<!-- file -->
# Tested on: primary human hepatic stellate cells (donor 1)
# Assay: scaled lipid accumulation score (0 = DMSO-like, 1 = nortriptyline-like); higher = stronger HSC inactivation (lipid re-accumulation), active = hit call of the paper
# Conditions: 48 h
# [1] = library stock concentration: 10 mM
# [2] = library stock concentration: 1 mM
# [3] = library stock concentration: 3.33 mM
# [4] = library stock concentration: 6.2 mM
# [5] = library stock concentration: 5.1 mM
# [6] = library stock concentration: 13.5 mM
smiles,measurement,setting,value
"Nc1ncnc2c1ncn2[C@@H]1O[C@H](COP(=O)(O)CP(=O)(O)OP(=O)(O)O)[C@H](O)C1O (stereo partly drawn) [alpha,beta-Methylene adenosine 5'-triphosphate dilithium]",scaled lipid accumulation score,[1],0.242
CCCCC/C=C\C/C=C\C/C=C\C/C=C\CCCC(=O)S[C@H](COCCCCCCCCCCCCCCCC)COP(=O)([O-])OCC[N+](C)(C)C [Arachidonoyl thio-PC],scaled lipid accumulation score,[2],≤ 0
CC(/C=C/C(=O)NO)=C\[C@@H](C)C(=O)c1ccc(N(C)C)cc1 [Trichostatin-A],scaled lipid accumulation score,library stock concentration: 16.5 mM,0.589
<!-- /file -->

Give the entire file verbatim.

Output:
# Tested on: primary human hepatic stellate cells (donor 1)
# Assay: scaled lipid accumulation score (0 = DMSO-like, 1 = nortriptyline-like); higher = stronger HSC inactivation (lipid re-accumulation), active = hit call of the paper
# Conditions: 48 h
# [1] = library stock concentration: 10 mM
# [2] = library stock concentration: 1 mM
# [3] = library stock concentration: 3.33 mM
# [4] = library stock concentration: 6.2 mM
# [5] = library stock concentration: 5.1 mM
# [6] = library stock concentration: 13.5 mM
smiles,measurement,setting,value
"Nc1ncnc2c1ncn2[C@@H]1O[C@H](COP(=O)(O)CP(=O)(O)OP(=O)(O)O)[C@H](O)C1O (stereo partly drawn) [alpha,beta-Methylene adenosine 5'-triphosphate dilithium]",scaled lipid accumulation score,[1],0.242
CCCCC/C=C\C/C=C\C/C=C\C/C=C\CCCC(=O)S[C@H](COCCCCCCCCCCCCCCCC)COP(=O)([O-])OCC[N+](C)(C)C [Arachidonoyl thio-PC],scaled lipid accumulation score,[2],≤ 0
CC(/C=C/C(=O)NO)=C\[C@@H](C)C(=O)c1ccc(N(C)C)cc1 [Trichostatin-A],scaled lipid accumulation score,library stock concentration: 16.5 mM,0.589